The Biomedical Device Laboratory is working on developing computational tools to better predict the response of and optimize the design of biomedical devices which incorporate shape memory polymers. The computational tools include heat transfer analysis, computational fluid dynamics (CFD), and finite element analysis (FEA).
Heat transfer and CFD analyses are performed to better understand the impact of proposed devices on the arterial walls, aneurysm walls, and patient blood flow. The simulations model SMP foam, the aneurysm walls, and the non-Newtonian viscosity of blood. The analyses often consider the effects of varying the Reynolds number and device geometry (e.g., SMP foam diameter) to evaluate the difference in flow characteristics before and after device deployment. Further, the analyses provide a means for estimating wall shear stresses and thermal damage as a result of thermal activation of the SMP devices. Particle image velocimetry (PIV) is currently being used to obtain velocity and temperature data which can be used to validate additional modeling efforts.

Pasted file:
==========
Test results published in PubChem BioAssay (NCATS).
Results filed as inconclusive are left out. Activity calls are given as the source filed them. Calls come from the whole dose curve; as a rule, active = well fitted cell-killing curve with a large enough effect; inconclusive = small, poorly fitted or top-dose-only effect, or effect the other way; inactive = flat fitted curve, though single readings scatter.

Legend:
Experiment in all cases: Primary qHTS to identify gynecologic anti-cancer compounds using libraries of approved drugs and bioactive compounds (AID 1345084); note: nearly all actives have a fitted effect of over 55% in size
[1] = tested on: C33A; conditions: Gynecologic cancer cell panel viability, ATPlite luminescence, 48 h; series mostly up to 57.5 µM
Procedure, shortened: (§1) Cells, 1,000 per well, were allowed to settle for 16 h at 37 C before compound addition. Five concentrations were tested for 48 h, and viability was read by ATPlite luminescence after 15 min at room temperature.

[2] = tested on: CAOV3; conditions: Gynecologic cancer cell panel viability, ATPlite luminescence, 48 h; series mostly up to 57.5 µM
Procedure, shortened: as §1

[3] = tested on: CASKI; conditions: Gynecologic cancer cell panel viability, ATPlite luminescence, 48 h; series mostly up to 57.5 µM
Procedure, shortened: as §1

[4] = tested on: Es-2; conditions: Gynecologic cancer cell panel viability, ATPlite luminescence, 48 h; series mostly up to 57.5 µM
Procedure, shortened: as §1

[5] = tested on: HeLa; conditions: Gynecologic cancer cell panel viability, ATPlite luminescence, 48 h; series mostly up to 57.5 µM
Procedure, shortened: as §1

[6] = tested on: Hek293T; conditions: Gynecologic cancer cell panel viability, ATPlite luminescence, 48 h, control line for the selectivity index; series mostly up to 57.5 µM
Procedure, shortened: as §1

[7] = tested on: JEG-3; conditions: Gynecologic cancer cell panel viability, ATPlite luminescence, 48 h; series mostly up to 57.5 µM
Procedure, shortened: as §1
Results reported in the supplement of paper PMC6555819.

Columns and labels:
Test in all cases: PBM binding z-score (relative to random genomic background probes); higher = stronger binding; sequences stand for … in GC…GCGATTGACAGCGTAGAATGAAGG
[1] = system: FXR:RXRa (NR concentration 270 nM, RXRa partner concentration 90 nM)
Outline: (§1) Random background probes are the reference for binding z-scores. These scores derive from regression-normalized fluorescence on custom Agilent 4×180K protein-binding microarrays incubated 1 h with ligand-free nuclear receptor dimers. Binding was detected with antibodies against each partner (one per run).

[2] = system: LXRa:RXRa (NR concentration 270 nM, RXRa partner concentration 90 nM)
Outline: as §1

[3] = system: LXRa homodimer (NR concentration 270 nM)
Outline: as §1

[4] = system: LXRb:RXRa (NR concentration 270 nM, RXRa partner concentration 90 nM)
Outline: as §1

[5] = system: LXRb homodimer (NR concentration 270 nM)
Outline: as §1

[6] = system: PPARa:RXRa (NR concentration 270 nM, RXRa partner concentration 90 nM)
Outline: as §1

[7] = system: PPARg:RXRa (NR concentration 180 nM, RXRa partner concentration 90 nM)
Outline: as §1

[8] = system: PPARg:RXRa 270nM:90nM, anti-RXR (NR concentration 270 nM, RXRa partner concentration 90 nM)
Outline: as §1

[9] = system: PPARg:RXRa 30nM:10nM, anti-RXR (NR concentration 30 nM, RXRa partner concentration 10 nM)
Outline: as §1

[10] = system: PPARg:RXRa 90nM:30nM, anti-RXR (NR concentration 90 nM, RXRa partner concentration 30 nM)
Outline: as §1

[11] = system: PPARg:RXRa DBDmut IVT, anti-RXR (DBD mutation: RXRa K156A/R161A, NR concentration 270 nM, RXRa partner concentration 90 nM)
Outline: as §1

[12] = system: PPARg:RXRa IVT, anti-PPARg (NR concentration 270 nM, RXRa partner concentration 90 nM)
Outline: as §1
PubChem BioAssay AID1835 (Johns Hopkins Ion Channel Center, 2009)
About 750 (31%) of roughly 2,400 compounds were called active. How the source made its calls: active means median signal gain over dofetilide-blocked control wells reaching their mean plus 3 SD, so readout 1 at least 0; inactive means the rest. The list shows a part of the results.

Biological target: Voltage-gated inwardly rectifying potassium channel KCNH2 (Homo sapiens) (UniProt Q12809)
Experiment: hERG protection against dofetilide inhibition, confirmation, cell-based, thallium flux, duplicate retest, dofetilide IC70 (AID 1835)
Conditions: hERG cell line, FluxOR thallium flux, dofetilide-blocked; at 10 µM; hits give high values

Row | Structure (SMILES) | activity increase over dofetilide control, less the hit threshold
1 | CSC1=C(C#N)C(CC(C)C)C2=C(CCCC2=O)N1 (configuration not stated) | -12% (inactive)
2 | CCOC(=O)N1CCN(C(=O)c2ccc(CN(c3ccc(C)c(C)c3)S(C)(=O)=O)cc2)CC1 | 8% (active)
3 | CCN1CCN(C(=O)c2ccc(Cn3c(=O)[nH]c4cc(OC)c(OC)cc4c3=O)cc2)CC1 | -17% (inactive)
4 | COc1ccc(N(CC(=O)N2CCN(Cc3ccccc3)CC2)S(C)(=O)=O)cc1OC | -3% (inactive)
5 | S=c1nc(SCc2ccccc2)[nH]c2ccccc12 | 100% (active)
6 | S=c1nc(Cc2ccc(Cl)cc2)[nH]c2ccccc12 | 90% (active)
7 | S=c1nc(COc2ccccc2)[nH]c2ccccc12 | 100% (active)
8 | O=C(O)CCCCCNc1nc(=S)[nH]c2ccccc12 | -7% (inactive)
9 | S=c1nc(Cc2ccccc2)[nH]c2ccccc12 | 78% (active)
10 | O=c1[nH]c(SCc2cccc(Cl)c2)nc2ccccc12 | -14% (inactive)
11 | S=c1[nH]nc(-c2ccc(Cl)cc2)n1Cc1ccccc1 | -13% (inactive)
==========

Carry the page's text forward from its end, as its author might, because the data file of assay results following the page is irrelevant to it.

A comparison of pathlines for particles in a basilar aneurysm as treated with a 5.3 mm diameter (left) SMP foam and a 8.5 mm diameter (right) SMP foam [source: J.M. Ortega, et al, 2007]
In addition, constitutive models are being developed to better capture the large deformation (>10% strain) response of shape memory polymers. The material properties of the models are calibrated using experimentally obtained data. After being calibrated, the models are validated using additional experiments. Then, the models are implemented in 1-D using MATLAB as well as in 3-D with ABAQUS, a finite element software, through a user material subroutine (UMAT). The implementation into ABAQUS allows for modeling SMP biomedical devices with complex geometries as subjected to complex loading conditions. Such analyses not only assist in predicting the performance of these devices, but also provide insight for the optimization of device design.